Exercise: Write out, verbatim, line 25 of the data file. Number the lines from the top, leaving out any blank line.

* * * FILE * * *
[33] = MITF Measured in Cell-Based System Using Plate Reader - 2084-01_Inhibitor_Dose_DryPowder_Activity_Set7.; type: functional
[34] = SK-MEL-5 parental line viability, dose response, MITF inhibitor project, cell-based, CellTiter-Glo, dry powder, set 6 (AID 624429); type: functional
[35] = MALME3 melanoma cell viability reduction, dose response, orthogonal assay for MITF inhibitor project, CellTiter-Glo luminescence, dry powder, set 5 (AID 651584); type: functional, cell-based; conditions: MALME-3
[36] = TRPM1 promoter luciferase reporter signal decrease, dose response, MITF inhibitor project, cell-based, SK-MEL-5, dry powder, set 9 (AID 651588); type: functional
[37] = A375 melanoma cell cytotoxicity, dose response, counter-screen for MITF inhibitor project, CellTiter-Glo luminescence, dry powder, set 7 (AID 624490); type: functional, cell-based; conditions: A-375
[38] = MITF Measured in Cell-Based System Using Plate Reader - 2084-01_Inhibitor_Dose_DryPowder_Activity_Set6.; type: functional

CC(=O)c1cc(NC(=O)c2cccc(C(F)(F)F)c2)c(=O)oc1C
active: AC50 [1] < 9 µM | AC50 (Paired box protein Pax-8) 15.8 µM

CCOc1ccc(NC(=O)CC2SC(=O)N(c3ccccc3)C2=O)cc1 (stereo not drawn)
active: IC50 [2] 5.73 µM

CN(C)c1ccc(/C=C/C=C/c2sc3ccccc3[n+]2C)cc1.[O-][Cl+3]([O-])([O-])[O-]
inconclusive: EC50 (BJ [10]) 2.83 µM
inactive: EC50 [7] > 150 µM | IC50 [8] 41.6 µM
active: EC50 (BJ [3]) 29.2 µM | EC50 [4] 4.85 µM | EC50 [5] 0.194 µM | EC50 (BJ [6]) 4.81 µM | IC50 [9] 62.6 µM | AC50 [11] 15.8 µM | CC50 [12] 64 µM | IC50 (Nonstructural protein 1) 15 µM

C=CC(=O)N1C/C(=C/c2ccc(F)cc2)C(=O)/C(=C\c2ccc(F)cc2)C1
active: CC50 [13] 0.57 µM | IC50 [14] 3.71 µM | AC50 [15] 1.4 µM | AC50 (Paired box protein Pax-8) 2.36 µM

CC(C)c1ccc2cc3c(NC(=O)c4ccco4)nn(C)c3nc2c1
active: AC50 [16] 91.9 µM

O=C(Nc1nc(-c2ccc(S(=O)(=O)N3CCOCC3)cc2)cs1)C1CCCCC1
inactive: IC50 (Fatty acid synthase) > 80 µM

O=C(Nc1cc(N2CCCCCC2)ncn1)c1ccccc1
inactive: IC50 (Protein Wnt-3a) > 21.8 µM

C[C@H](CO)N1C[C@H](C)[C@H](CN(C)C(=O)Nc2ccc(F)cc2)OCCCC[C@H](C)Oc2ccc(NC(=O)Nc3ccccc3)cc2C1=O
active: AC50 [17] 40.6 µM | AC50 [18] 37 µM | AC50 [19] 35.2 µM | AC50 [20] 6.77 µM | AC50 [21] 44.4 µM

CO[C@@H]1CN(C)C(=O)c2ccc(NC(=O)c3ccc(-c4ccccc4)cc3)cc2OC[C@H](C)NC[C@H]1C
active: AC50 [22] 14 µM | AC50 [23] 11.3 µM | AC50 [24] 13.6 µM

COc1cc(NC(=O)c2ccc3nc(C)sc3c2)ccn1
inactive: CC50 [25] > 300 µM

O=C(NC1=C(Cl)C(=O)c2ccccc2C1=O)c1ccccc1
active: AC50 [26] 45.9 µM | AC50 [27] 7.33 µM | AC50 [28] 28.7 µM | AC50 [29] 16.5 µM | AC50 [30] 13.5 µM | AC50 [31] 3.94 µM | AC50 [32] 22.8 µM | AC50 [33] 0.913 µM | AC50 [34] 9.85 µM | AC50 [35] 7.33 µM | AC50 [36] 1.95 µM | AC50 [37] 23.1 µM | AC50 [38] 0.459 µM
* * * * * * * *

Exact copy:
CO[C@@H]1CN(C)C(=O)c2ccc(NC(=O)c3ccc(-c4ccccc4)cc3)cc2OC[C@H](C)NC[C@H]1C